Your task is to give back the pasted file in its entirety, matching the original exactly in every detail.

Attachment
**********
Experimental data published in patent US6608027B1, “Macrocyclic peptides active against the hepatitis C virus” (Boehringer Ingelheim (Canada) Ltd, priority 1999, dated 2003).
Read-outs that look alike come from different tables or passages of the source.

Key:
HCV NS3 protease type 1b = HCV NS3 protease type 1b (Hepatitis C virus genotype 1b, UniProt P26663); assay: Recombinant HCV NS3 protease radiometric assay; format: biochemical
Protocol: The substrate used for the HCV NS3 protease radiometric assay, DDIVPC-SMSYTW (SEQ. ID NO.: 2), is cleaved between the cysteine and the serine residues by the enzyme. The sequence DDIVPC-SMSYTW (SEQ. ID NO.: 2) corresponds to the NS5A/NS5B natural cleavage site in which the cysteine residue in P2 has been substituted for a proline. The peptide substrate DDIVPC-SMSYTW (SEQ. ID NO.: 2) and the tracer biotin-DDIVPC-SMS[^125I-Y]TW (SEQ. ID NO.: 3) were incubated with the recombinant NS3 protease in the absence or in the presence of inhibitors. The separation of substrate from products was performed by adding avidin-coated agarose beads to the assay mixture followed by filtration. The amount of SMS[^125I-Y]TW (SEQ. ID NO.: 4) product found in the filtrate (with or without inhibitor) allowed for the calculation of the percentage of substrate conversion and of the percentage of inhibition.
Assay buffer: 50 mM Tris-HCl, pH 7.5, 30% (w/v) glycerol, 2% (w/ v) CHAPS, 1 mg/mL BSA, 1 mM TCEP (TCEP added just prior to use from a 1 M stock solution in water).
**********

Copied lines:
Experimental data published in patent US6608027B1, “Macrocyclic peptides active against the hepatitis C virus” (Boehringer Ingelheim (Canada) Ltd, priority 1999, dated 2003).
Read-outs that look alike come from different tables or passages of the source.

Key:
HCV NS3 protease type 1b = HCV NS3 protease type 1b (Hepatitis C virus genotype 1b, UniProt P26663); assay: Recombinant HCV NS3 protease radiometric assay; format: biochemical
Protocol: The substrate used for the HCV NS3 protease radiometric assay, DDIVPC-SMSYTW (SEQ. ID NO.: 2), is cleaved between the cysteine and the serine residues by the enzyme. The sequence DDIVPC-SMSYTW (SEQ. ID NO.: 2) corresponds to the NS5A/NS5B natural cleavage site in which the cysteine residue in P2 has been substituted for a proline. The peptide substrate DDIVPC-SMSYTW (SEQ. ID NO.: 2) and the tracer biotin-DDIVPC-SMS[^125I-Y]TW (SEQ. ID NO.: 3) were incubated with the recombinant NS3 protease in the absence or in the presence of inhibitors. The separation of substrate from products was performed by adding avidin-coated agarose beads to the assay mixture followed by filtration. The amount of SMS[^125I-Y]TW (SEQ. ID NO.: 4) product found in the filtrate (with or without inhibitor) allowed for the calculation of the percentage of substrate conversion and of the percentage of inhibition.
Assay buffer: 50 mM Tris-HCl, pH 7.5, 30% (w/v) glycerol, 2% (w/ v) CHAPS, 1 mg/mL BSA, 1 mM TCEP (TCEP added just prior to use from a 1 M stock solution in water).